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View Full Version : 8mth Old Showing Symptoms - Lost, Please Help - In USA, from UK



ZacAndLeo
11th April 2013, 10:32 PM
Hi all,

http://s15.postimg.org/lqhm55uyz/photo.jpg
I’m really worried about my darling pup’ Leo. He is 8 months old and I have noticed he displays some possible symptoms of SM. I am from the UK, purchased the puppy here in the US though, and am living in Chicago for the next six months. I am shocked by how much more MRIs are here and at 26 years old I will have to do it at least partly on finance unless I can wait to be bac in the UK in Aug/Sept/Oct.
He has luxating pattelas in both his legs. I got him checked at the vets as I suspected so from symptoms and they confirmed grade 1 in the right leg and grade 1-2 in the left.

His breeder is AKC registered and I have spoken to her – they said they have never had a Cav with SM nor luxating patellars or heard from a buyer that it developed in one of their puppies. They seem to genuinely care and offered, “I know it’s not want you want to hear but we can give you a replacement free if worst comes to worst.” I didn’t want to hear that tbh and it sent me to tears but I understand they meant good.

The two symptoms he displays that rang the alarm bells for me re:

Particularly he does these two:

- Scratches his kneck and head, not too rigorously or long (at most 10 secs but usually just a couple) – this happens a few times through the day definitely. I have also seen him do the phantom air scratching while walking – not often but I’ve seen it on occasions.

- He yawns quite a lot but he is just a pup and needs his sleep, licks his lips too but I wouldn’t say he does either ‘’excessively’’. He does the head shake and body shake sometimes, like they do when they’re wet but he does it dry sometimes.

After he is bathed/showered he does the following two a lot, though it could be just because he is wet and freaked out:

"Digging or pushing. Some dogs begin to dig obsessively at carpets or sofas. They may run along the length of a sofa pushing themselves against it. Again, this behavior is normal in many dogs; with SM dogs, the activity is frantic."

"Head rubbing
Some dogs start to rub their head from side to side on the floor as if their heads hurt, doing this excessively (NB: normal dogs will do this with pleasure, often before rolling on the floor). They sometimes 'mush' their face against the floor. In severe cases dogs have rubbed their faces raw on the floor. An affected dog often follows a scratching session by rubbing its face against the floor. "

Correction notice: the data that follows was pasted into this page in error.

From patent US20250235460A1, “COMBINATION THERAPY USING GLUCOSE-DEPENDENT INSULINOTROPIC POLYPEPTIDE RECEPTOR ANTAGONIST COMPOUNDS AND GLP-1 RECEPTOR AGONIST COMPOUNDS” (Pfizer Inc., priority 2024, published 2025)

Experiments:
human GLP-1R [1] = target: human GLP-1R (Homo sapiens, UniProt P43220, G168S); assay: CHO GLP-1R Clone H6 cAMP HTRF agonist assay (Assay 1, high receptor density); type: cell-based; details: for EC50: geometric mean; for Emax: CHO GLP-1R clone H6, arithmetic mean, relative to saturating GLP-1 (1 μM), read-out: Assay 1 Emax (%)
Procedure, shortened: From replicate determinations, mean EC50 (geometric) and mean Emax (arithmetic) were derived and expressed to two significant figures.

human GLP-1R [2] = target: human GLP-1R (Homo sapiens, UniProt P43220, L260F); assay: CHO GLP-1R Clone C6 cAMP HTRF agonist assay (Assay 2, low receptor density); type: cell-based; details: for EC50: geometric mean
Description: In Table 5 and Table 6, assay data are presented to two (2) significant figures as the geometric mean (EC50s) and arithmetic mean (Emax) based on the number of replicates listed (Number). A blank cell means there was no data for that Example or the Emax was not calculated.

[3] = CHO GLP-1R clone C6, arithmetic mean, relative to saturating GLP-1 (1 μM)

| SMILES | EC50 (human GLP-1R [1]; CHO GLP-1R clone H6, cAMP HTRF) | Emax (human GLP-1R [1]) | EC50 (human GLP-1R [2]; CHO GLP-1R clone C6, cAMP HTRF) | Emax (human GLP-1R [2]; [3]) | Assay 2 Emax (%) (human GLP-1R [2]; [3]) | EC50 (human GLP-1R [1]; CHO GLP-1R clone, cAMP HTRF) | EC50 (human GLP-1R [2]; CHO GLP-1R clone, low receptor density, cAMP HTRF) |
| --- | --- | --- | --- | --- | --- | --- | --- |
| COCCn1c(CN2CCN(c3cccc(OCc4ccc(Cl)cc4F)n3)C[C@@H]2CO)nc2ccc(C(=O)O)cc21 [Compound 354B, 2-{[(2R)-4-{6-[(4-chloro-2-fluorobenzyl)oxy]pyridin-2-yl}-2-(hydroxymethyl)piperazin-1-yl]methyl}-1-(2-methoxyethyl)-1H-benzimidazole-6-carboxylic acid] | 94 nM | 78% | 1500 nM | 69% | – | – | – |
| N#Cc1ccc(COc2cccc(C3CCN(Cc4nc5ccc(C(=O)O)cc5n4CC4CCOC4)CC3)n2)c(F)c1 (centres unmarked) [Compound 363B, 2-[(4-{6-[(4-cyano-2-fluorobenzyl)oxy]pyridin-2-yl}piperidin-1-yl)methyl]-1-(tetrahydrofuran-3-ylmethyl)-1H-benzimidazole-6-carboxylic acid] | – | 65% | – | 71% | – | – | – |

Also, when he gets a chew toy he wish shake it and his head franticly like he is trying to kill the life out of it. I think/thought this is just normal puppy behaviour though.

He hasn’t yelped other than maybe once or twice in the last six months because he has injured himself. I don’t think he has ever expressed pain other than after a typical puppy accident, like a bump or something.

I have seen him chase his tail a couple of times in a row but only on the one occasion (earlier this week).

He seems happy as pie. He did an 8 hour flight last week and was an angel, no bother on it. I love him to BITS. We have built such a tight bond in the last six months that we have been best amigos. Yesterday though he seemed a bit erratic, I thought it was boredom and took him for a walk which seemed to help. I think he was making slight groans once or twice last night in his sleep. Hard to say if they were anything more than sleepy puppy noises.

UPDATE: In last 24 hours I have noticed him sneezing frequently. Perhaps allergies or cold maybe.

I am really worried but I can be a bit neurotic. I mentioned SM to the vet yesterday when taking him to have his lux patellar confirmed but he didn't know what I meant by the acronym and I forgot the full term for it. It was only last night/today when I was reading more about the luxating pattelars that I looked into it more and realised he has so many signs.

I have updated my vet what I meant by SM and why I thought it. I assume he will call later but clearly it will need a specialist.
Key questions I have are:
- Who should speak to? I feel lost and alone on this here in the US. There are seemingly wider and more affordable options back in the UK.

- Do I need an MRI scan? Would there be much benefit doing it now as oppose to waiting, bearing in mind the cost? Or should I just monitor him and see if any signs become more persistent or worrying until I am home?

- Should I consider getting pet insurance before I have him examined for this? I have not mentioned it to my UK vet or had him checked for it in any way.

- Is there anything else I need to do at this stage?

I will stick by him no matter what and make sure that he has the best life possible, whether he has SM or not.
Thank you for any help. This forum has provided so much support to so many people which is admirable.

Zac

MomObvious
12th April 2013, 01:45 AM
Leo is so cute! No wonder you are so in love with him.

I cannot answer all your questions I have not been a cavalier owner long myself and have not seen firsthand any health problems (touch wood) however I CAN tell you we all worry about our cavaliers like you do. Its kind of like living with a time bomb, I personally knew all about these issues and choose a cavalier anyway. Its a balance of worry and enjoy. Honestly, what you describe could be symptoms of anything from normal puppy, to too much bathing, to SM/CM, to glue ear or even Fly Catcher Syndrome........you need a vet who knows and understands these conditions tho.

Oh and YES I think almost every pet owner should have pet insurance, unless you have an endless bank account or something. I do think you might pay more and/or the knee problem might never be covered or limited coverage but either way get a policy ASAP.